- If you’re about to get some containers to grow food in, you may be asking: ‘what size do I need?’ Here’s the information to help you decide.
Is depth or volume more important?
The general rule is: the bigger the pot, the bigger the crop.
The volume of the pot is more critical than the depth.
15cm (6 inches) is deep enough for most crops (although some root crops may need more), as long as the volume is large enough.
Pros and cons of big pots
There are several reasons why it is easier to grow successfully in larger pots:
- They dry out less quickly. This makes watering easier. It also reduces the stress on your plants. Most crops don’t like rapidly fluctuating water levels – it slows their growth and often triggers premature bolting (this is when a plant goes to seed before you want it to – rocket and coriander do this a lot, for example).
- They hold more nutrients, ideal for hungry vegetable crops.
- They offer more space for the plants root systems – enabling the plant to grow bigger and stronger.
- They’re better at sustaining beneficial soil life, like worms. This helps you to mimic natural soil growing conditions in your pots. This in turn makes for healthier and more disease resistant crops.
However, large post also have drawbacks
- Critically, they take up precious space – space that many homes don’t have.
- They weigh more, requiring more physical work to fill and move. Weight is also an important issue to consider if you’re growing on a balcony or rooftop.
- They cost more (in both pot and soil)
Pros and cons of small pots
Smaller pots, on the other hand, are not as easy to grow in but are a good choice for some situations because:
- They’re cheaper to buy and fill
- They’re lighter and easier to move around,
- They take up less space.
The downsides of small pots are
- They dry out faster. This puts stress on the plant and creates more work for you watering. You can get round this problem by using a container with a water reservoir or setting up a self watering system.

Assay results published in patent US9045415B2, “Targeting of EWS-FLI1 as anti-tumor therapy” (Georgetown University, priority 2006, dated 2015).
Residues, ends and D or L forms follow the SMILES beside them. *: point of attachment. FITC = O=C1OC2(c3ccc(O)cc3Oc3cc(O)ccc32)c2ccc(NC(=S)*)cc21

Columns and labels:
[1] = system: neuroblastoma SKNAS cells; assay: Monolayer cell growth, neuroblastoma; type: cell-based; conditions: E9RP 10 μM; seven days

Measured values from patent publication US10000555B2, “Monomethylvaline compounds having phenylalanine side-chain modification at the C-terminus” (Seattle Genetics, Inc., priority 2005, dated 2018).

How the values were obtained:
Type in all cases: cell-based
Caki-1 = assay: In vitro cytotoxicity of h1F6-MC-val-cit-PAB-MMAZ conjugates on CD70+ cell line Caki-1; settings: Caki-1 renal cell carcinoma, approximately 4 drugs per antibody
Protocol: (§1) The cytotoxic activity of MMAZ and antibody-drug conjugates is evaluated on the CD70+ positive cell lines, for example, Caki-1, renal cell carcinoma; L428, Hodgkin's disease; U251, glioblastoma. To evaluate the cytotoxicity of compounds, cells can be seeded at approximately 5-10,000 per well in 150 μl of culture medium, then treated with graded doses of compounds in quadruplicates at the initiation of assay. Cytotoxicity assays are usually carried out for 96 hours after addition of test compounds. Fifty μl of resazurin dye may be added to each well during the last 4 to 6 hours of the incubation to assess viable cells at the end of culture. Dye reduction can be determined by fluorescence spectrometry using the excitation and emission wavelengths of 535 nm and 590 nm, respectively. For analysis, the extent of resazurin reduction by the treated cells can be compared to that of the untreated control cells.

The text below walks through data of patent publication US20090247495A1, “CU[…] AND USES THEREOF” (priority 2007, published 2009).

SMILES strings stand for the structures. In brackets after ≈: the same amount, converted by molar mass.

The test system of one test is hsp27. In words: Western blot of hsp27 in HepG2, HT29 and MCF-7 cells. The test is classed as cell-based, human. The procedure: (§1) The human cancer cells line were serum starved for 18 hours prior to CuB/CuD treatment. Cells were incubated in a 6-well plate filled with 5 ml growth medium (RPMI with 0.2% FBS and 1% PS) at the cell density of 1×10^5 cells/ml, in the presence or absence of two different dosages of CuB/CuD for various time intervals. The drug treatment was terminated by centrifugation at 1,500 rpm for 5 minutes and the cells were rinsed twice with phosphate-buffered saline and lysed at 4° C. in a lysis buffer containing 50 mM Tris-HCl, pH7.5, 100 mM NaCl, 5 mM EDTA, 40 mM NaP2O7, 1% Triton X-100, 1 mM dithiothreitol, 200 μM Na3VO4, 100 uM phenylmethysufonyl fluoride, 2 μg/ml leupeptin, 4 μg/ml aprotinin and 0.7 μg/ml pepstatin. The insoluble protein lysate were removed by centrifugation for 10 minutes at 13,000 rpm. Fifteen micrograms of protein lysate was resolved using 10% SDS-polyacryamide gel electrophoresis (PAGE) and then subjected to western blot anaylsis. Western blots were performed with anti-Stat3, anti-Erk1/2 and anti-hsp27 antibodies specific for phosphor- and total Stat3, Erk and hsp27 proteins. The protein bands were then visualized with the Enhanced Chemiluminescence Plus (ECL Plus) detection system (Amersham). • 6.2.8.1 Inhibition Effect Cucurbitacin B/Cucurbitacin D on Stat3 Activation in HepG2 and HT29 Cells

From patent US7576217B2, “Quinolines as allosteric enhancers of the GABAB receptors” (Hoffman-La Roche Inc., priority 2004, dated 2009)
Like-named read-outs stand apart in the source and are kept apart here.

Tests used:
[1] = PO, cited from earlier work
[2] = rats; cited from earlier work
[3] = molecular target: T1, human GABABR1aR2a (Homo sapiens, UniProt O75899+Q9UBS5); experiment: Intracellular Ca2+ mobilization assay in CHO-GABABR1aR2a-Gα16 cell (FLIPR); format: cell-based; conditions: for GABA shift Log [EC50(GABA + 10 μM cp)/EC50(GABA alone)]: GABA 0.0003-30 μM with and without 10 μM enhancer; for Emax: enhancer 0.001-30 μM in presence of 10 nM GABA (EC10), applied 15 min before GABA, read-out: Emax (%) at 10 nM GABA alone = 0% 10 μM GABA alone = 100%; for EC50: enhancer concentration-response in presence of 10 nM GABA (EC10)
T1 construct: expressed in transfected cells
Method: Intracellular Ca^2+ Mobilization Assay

- They need more regular feeding – observe plants carefully.
- You’re more limited in what will grow in them. Don’t try big hungry crops in them like courgettes.
What volume of pot do different crops need?
Nearly all edible plants grow better and bigger in larger pots. However some types of crops can be grown more successfully in smaller pots than others. Here are some general rules:
Most fruiting crops really do need a larger pot to fruit well. The larger the fruit they produce, the larger the pot they need. For example, squash do best in a container of 50 litres (10 gallons), while small chillies can be grown successfully in a 5 or 10 litre (1 to 2 gallon) pot, tomatoes in 10 to 20 litres (2 – 4 gallons).
Leafy crops can be grown successfully in large or small pots. The difference is that in large pots, they will grow larger and can usually be harvested over a longer period. In small pots, the leaves will be smaller. However, as long as the plant is kept well watered the small leaves will taste just as good.
Root crops are similar to leafy crops. You’ll get bigger roots in large pots than small pots.
So which is best?
If space, budget and weight is no issue, then large pots (20 litres / 5 gallon or larger) are usually the best choice for most crops.
But as urban growing IS usually constricted by space, weight or budget (and often all three) a mix of sizes is often a good solution. The best solution for you will depend on how much space you have and what you want to grow.
This is what I usually do:
- I grow microgreens in seed trays or mushroom crates lined with newspaper.
- I grow salads and herbs in smaller pots – either window boxes or small plastic buckets (10 litre / 2 gallons).
- I grow larger leafy veg and roots in 10 or 20 litre (2 – 4 gallon) buckets or the large plastic supermarket veg trays that hold 50 litres (10 gallons).
- I grow chillies in 10 litre buckets, tomatoes in 20 litres, peas, beans and courgettes in 20 litres minimum (40 litres is better), and squash in 40 litres or bigger.
What size pots do you use, and which size works best for you?